3D Printing’s Future in Construction

By Kayla Matthews | Nov 15, 2019
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Additive manufacturing, also known as 3D printing, has taken off in impressive ways. Using the technology, people have created everything from prosthetic limbs to food quicker than they would using other methods.

Greater efficiency made possible by 3D printing often helps to cut costs, and it could work in electrical construction industry too.

1. It reduces labor needs and increases job efficiency

The electrical construction industry is facing a labor shortage. 3D printing could ease the labor shortage, too. More specifically, it could cut the number of people required to do work at job sites. One 3D-printed home, called the Protohouse 1.0, already has holes drilled into the components to make wiring easier for people to show up and finish the job. 

When the Dubai Future Foundation 3D printed one of its buildings, the team of people overseeing the project included 10 specialists including electricians. Representatives reported that the overall labor costs were cut in half using 3D printing. 

When ECs can get jobs done correctly and efficiently, they save their employers money. Researchers at Rutgers University in New Jersey recently embedded high-performance circuits within 3D printed plastics. They say this development caused a tenfold increase in conductivity, which could increase energy efficiency and device lifespan.

2. Electricians can 3D print parts they need on site

3D printing gives ECs the potential to create the parts they need when they need them. If a tool or part breaks on the job, ECs could print their own replacements instead of heading to the store or contacting a distributor. Having parts always ready to be printed means ECs could save money by keeping fewer extra parts on hand and by printing exactly what they need.

Consider generators, for example. There are many occasions when an EC may need to use generators for temporary power—after a natural disaster or during new construction. A recent achievement involved using a 3D printer to make a generator housing. This new ultra-strong component features a lattice structure and makes the generator's complex up to 30% lighter than a previous version. When ECs print components for generators on an as-needed basis, they could save money by only producing only the required numbers.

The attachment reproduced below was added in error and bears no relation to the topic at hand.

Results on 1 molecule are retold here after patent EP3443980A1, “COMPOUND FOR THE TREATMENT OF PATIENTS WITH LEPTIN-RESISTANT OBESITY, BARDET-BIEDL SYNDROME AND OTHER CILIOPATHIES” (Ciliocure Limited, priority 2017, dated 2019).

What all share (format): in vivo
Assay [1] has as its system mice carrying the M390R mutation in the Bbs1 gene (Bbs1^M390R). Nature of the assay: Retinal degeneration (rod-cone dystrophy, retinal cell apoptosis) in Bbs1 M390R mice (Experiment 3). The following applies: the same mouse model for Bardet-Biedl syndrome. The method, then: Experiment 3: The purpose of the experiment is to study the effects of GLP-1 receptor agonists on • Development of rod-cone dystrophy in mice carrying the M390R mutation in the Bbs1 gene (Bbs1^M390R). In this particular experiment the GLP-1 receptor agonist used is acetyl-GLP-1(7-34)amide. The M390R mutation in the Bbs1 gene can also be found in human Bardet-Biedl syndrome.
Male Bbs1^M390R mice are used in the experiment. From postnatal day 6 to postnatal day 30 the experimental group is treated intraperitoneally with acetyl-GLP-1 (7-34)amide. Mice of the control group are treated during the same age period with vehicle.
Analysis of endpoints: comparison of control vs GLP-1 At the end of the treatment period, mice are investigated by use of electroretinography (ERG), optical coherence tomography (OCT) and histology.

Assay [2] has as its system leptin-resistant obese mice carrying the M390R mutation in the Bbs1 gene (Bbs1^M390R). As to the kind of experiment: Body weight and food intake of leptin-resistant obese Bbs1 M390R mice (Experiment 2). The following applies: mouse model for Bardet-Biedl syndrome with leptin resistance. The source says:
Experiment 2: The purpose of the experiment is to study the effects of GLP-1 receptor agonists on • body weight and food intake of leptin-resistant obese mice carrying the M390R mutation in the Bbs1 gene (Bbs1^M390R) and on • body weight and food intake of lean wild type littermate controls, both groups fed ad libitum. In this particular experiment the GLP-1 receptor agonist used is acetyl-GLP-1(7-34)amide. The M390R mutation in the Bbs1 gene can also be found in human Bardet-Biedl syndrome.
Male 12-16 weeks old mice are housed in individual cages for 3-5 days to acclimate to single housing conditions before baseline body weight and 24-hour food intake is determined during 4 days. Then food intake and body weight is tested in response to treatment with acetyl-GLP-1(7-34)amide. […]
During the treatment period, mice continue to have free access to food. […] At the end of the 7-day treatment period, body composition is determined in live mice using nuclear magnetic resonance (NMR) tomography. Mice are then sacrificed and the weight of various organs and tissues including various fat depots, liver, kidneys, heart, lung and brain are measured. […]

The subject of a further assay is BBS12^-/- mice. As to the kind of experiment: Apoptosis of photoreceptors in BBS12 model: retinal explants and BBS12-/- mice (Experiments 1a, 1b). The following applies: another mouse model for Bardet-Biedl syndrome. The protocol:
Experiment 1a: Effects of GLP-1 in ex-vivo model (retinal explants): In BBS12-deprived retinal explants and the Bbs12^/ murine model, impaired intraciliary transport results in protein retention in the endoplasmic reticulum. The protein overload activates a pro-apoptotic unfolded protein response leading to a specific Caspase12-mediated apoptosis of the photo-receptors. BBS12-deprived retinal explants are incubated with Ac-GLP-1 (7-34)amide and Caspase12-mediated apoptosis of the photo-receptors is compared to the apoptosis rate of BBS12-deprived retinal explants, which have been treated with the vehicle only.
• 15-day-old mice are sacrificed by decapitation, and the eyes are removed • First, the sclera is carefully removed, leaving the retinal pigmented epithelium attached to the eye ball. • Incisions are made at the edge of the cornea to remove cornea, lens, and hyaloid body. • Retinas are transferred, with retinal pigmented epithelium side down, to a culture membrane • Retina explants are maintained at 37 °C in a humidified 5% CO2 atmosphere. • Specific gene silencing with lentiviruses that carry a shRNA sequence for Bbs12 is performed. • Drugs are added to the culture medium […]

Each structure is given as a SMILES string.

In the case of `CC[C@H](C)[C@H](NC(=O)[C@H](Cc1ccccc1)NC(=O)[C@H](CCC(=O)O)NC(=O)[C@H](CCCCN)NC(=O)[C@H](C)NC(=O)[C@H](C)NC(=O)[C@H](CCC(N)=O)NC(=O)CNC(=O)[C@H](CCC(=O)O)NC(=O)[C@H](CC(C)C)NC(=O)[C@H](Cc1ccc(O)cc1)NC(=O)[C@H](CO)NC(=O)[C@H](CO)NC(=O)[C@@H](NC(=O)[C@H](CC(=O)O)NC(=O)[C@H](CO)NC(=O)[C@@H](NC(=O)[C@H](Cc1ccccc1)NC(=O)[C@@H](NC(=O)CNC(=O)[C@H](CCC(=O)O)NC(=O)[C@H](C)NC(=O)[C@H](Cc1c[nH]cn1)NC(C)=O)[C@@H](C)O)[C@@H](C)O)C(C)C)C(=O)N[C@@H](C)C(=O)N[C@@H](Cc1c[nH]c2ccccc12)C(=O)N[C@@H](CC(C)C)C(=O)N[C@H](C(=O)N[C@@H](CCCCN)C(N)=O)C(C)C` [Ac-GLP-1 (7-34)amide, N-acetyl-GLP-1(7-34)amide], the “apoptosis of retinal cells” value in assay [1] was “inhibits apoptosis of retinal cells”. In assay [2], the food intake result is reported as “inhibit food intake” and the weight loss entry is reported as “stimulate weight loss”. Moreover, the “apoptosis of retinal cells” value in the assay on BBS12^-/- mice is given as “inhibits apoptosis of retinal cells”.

3. It helps ECs offer sustainable options in cost-effective ways

Many clients who hire electrical contractors request sustainable lighting upgrades. For example, in an Irish football stadium, electrical contractors handled updates concerning LED lights and energy-monitoring systems. How could 3D printing fit into these aims?

Signify is a lighting company that recently announced it could print 3D light shades and fittings to meet clients' precise specifications. Moreover, the company uses 100%-recyclable polycarbonate material in its process. Signify plans to establish 3D printing factories around the world to cater to clients. British retailer Marks & Spencer is among the firm's clients using such lighting in its stores.

Thanks to this merging of 3D printing and sustainability, ECs should soon find it easier to present eco-friendly possibilities to their clients. Those professionals also save money because sourcing the products is more straightforward. Some ECs may even be able to print them locally for a customer. 

4. It could increase the service life of grounding rods

3D printing also has the potential to fortify the steel equipment and parts ECs use, like grounding rods. Many of these steel pieces are galvanized to protect against corrosion, which shortens the service life of steel and significantly decreases its resistance.

Recently, Scientists have created a 3D-printed type of stainless steel that's up to three times stronger than what is conventionally produced. The researchers said past efforts to make stainless steel with 3D printing have been weak and overly porous, but this new method shows promise. 

When ECs have access to stronger materials, they can reduce costly repairs and decrease the time spent making those fixes. Plus, using materials that last longer allows contractors to feel more confident that they have avoided premature failures due to inadequate materials.

3D printing in electrical contracting is still in its infancy. However, as these examples show, ECs have exciting opportunities to implement this technology as it continues to develop.


About The Author

Kayla Matthews is a technology writer whose work has appeared on VentureBeat, Metering & Smart Energy International, VICE and The Huffington Post. To read more posts by Kayla, you can visit her blog, Productivity Bytes.





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